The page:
1. Hello! I just bought two antique doors that I was told came from Montaldo's when it was torn down. I was wondering if you could confirm that they did indeed come from the store? I can send a photo.

  2. Hello, my late aunt worked at Montaldo's for many, many years as a salesperson. Everything sold there was absolutely as fine as anything you could buy anywhere in the world. I can remember visiting her with my mother on occasion when I was young. When I was in college, I carried a $25,000 fur to a customer of her's in Raleigh.

  3. Hi--I worked at Montaldos' Denver, CO store, the Marina Square store (in what is now known as Greenwood Village, CO) and sometimes at the smaller boutique-y store at the Broadmoor Hotel in Colorado Springs,CO, doing stock work. I sold shoes, worked in the Juniors Dept and in the "marking room" (stock room)in the Denver store's basement. I was,able to buy some lovely clothes, my bridesmaids' dresses,and wonderful shoes. One of my favorite "colleagues" was a wonderful lady, the late Muriel Yoelin.

    1. Omg funny I remember Nancy gala
      And Bridget martin

  4. Please pardon my punctuation errors, above. My keyboard is too small!

  5. I have 2 beautiful dress boxes from my grandmother that have the Montaldo's name, from Columbus, Ohio. They are from the 1929-30 period, black with spiffy black/white stripes around the edges.the top bears a young woman's image. Would you be interested in seeing a picture & possibly buying them?

  6. I was an assistant buyer of Couture Evening Wear 1985-1987. At the time we were at 1465 Broadway. It was a great time in Fashion. I went to Oscar, Blass, Roehm,
    Trigere showrooms weekly. An excellent learning experience for me. From there qent to Bonwit Teller and then sales for other Couture Houses.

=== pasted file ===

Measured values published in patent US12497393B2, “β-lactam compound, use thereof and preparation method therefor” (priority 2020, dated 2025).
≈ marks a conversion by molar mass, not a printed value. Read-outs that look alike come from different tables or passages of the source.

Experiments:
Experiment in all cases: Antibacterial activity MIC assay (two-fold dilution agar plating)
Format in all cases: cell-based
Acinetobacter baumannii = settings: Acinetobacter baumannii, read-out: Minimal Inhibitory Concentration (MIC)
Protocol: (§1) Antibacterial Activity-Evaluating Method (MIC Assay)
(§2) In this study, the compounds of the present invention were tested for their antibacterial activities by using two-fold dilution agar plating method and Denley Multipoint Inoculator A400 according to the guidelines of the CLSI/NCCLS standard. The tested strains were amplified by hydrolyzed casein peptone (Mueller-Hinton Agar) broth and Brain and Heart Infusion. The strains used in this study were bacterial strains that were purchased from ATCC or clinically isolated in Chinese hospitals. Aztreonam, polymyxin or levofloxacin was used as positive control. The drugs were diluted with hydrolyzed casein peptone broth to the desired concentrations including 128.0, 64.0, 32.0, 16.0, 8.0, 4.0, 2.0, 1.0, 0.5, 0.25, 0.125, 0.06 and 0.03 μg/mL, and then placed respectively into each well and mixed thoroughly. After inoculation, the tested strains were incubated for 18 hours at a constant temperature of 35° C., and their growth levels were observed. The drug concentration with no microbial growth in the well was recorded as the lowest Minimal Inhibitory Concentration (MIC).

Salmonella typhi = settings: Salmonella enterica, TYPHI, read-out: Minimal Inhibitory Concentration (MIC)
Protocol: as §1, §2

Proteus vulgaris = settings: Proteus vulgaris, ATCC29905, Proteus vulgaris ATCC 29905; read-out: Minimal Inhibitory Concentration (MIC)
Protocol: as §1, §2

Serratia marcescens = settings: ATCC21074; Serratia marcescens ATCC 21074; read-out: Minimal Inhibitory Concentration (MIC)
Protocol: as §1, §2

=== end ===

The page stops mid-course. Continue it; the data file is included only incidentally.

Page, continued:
7. I have a richard warren label with montaldo's label and (found it kind of funny) made in the USA label... crushed black velvet jacket/crystals rhinestones along the hem...and drop waist skirt...with a inner lining tulle. I thought when I bought it at the estate sale it was just too pretty to be worn at any office... I searched the internet for a comparable set...nothing comes close.
    I am trying to price it, for sale and I have no clue...any ideas?

  8. I worked for Lillian (Montaldo) and Raymond Doop in the late 70's. One day I asked Lillian how she started her business, her eyes lit up and she told me the story. She got a summer job as a intern in 1916 out of high school with a Department store. She was asked to travel to Milan for a spring season apparel procurement as a assistant. Her job was that of a gopher and sales writer as her employers selected which garments they wanted for the spring season. Her opinion was not wanted or asked for on the trip but she saw some outfits that caught her eye . Unbeknownst to her boss she placed a $3500 for those outfits on the order sheet, that's close to $75,000 in today's money. A month or so later when she was back in the states the bill for the order came in and it was discovered what Lillian had done , she got fired on the spot. The Department store had no recourse but to pay for the order and hope they could recoup their money. Lilian had been terminated in disgrace and Black Balled from the US fashion industry, forever. It caused quite the stir in that community. Well about a week after the Spring season started Lillian was contacted by that department store that sacked her. They wanted to hire her back with a nice salary. Her outfits were the hit of the season and they had sold out in less than a week. Lillian respectfully declined their offer and set out on her own. She became a trail blazer for women. With the financial help of her uncle and with the assistance of her sister Nell she started Montaldo's. Her success story is what dreams are made of, she took a chance on herself and it paid off. At the pinnacle of her career Montaldo's had a store in NYC next to Bergdorf Goodman. Raymond and Lilian had a Penthouse in the New Yorker in Central Park. Later in life they moved to Morris NJ at Homewood Farms where they renovated a barn into a house and raised sheep, chickens and a few cows. They were wonderful people. Lillian's story stuck with me and has served me well in my lifetime.